Huanping Zhou, Peking University. Her innovations could make better, cheaper alternatives to silicon solar cells. Huanping Zhou has developed a series of chemical processes that made perovskite-based solar cells more efficient and cheaper to produce. If they can be mass-produced, her innovation will make solar power much cheaper.
The cell Zhou developed converts more than 20 percent of the energy in sunlight, about the same rate as existing silicon panels. Although some other perovskite cells are more efficient, Zhou’s invention is important because it makes the manufacturing process easier and cheaper. The cells can be produced at temperatures below 150 °C by spraying or printing a perovskite-based liquid solution onto a substrate such as glass.
Yin Qi, Megvii. His face-recognition platform transformed the way business is done in China. Seven years ago, Yin Qi founded a company called Megvii in Beijing. Now people from over 220 countries and regions use Megvii’s face-recognition platform, Face++. The company has more than 1,500 employees. Face++ is said to have transformed businesses in China, both online and offline. Subways and train stations use face recognition to expedite the screening process; banking apps use it to confirm the identities of their users.
Archana Kamal, University of Massachusetts, Lowell. She solved a big problem in quantum computing by shrinking the components. Kamal has demonstrated that quantum information could be steered and amplified for transmission before leaving the device where it was processed. His innovation was to alter the path of the transmission of light signals carrying information so as to shrink the components to just a few micrometers across. “That’s a huge difference,” she commented. “Our schemes enable the bulk of quantum signal processing to be done on-chip while preserving the high fidelity of the signals.”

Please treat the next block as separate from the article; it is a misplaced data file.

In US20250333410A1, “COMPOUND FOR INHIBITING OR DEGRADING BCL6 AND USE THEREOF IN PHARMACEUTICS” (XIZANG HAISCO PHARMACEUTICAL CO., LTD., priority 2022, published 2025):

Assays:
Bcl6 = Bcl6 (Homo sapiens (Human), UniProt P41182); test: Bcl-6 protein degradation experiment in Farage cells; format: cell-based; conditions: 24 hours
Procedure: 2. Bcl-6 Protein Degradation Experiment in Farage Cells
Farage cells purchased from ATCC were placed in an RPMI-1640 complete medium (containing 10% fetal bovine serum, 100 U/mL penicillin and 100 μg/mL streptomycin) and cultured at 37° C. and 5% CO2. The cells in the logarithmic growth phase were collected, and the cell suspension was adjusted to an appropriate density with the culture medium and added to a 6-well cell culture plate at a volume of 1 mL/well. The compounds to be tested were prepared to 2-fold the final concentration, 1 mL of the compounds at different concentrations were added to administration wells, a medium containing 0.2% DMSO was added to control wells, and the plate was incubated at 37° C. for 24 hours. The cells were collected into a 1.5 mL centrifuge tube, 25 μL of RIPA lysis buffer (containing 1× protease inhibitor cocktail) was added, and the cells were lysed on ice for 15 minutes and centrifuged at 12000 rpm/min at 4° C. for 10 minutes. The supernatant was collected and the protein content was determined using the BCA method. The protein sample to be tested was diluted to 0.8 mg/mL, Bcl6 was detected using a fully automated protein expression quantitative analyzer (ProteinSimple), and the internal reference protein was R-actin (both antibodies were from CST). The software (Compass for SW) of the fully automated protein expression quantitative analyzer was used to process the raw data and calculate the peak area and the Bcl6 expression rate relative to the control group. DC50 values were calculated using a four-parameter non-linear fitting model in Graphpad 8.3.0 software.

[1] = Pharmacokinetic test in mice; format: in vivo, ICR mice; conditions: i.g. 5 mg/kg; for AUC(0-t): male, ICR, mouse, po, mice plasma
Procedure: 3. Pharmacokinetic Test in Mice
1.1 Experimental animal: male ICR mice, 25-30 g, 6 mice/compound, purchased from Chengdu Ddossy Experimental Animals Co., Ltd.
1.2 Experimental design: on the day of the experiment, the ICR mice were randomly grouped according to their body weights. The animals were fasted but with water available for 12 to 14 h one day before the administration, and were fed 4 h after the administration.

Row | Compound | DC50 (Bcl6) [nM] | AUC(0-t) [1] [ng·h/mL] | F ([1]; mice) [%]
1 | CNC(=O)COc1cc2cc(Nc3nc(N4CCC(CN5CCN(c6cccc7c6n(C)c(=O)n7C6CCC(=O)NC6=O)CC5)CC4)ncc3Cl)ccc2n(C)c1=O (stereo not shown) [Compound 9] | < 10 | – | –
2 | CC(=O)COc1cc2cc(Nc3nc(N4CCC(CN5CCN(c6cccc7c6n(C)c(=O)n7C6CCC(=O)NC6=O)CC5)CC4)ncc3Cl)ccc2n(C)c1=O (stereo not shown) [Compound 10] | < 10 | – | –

Prineha Narang, Harvard University. Her research on materials at the smallest scale could lead to a new generation of technologies. Narang, an assistant professor of computational materials science at Harvard, studies the optical, thermal, and electronic behavior of materials at the nanoscale. Her research in how materials interact with light and other forms of electro-magnetic radiation could drive innovations in electronics, energy, and space technologies.
Narang’s work builds on decades of advances in nanoscience that have brought the field closer to a long-held goal: the ability to engineer materials atom by atom. By studying these excited states, Narang is developing approaches that could lead to vastly improved materials. Applications could include improved reflectors and lenses for telescopes, lighter cell phones with better cameras, or synthetic fuels designed at the atomic level.
Menno Veldhorst, Delft University, Netherlands. He figured out how to make workable quantum circuits on silicon — a feat previously considered impossible. Veldhorst has invented a faster path to real-world quantum circuits by making it possible for them to be printed on silicon — the same way that computer chips have been made for decades. Quantum computers would allow powerful calculations that no traditional computer is capable of, but before Veldhorst’s innovation, it was considered impossible to make semiconductor-based quantum circuits on silicon that would be stable enough for useful computation.